Wednesday

24th Jan 2018

Brussels says first ever citizens' petition does not count

  • MEPs in the European Parliament's constitutional affairs committee unanimously approved a report on the initiative (Photo: European Parliament)

The entry into force of the EU's new citizens' initiative (ECI) - a petition procedure under the Lisbon Treaty allowing European citizens to demand action in a particular area - is likely to be welcomed by a legal battle between Greenpeace and the EU institutions.

The environmental NGO has successfully collected the required 1 million signatories in a petition calling on the EU to ban GMOs, but officials from both the European Commission and the European Parliament say the move is premature.

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"We've always said that we take their opinion very seriously but it's not an ECI as the legislation is not yet in place," Michael Mann, the commission's administration spokesman, told this website on Tuesday (30 November).

"Strictly speaking, they would have to do it all over again," he added. "The Greenpeace view that the petition counts as the Lisbon Treaty is in place doesn't stand up to legal scrutiny."

A European Parliament official concurred. "We may end up going to court on this," the contact said.

Greenpeace argues the Lisbon Treaty's coming into force on 1 December 2009 makes their petition over the controversial GMO issue legitimate. "We disagree with the commission and we have a legal opinion to back this up," said the group's communications officer, Jack Hunter. "It would be political madness to ignore the petition, especially after such a low turnout in the last European elections," he added.

The dispute comes as MEPs in the European Parliament's constitutional affairs committee made a fresh push on Tuesday to alter the draft legislation setting up the citizens' initiative, unanimously approving a report on the subject.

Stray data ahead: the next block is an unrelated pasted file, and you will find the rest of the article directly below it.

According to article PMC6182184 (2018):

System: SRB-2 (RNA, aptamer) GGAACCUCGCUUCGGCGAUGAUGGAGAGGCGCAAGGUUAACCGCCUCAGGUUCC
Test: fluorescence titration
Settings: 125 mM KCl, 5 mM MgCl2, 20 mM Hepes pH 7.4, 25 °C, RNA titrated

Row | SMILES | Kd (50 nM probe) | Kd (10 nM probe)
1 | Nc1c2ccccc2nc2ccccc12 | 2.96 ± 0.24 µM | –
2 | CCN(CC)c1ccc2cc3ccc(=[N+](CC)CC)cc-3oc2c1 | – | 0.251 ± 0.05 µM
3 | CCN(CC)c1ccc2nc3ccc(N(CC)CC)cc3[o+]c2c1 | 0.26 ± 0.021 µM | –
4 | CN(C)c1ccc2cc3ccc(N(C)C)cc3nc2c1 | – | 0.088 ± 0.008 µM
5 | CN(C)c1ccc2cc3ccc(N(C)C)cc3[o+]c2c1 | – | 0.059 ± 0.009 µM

Changes include an earlier check on the admissibility of an ECI, rather than after 300,000 votes have been collected as originally proposed by the commission in spring. If MEPs get their way, a check will be carried out as soon as a particular initiative is registered with the commission.

Member states themselves have called for the threshold to be lowered to 100,000 signatures.

Once an initiative is registered, MEPs say signatories on a petition should come from at least one fifth of EU member states, a lower threshold than the one third proposed by the commission and backed by member states.

A meeting between the three institutions on Tuesday evening is likely to settle on a one fourth compromise, say EU sources.

MEPs also sought to simplify the signing of petition initiatives by deleting a requirement to give an ID card number, arguing that a name, address, nationality and the date and place of birth should be enough. A number of member states have called for ID numbers to be included.

The organisers of any initiative that manages to collect the required 1 million votes within the 12-month time period should then be invited to a public hearing by the commission and the parliament, said the MEPs.

"We decided that it's not enough for the commission to just send a letter saying 'Yes' or 'No'," said Green MEP Gerald Hafner, one of the report's authors.

Asked whether the initiative could be hijacked by extremist groups, centre-right MEP Alain Lamassoure said: "The time is always right to introduce more democracy into the system." The process will be positive, even is used by political parties, lobbyists, euro-sceptics, he argued, so long as it is transparent.

If the two sides manage to reach an agreement, ambassadors from member states will give their approval to the citizens' initiative on 9 December, allowing the fully plenary of MEPs to vote on 16 December. A few months will then be required for the procedure to be fully put in place.

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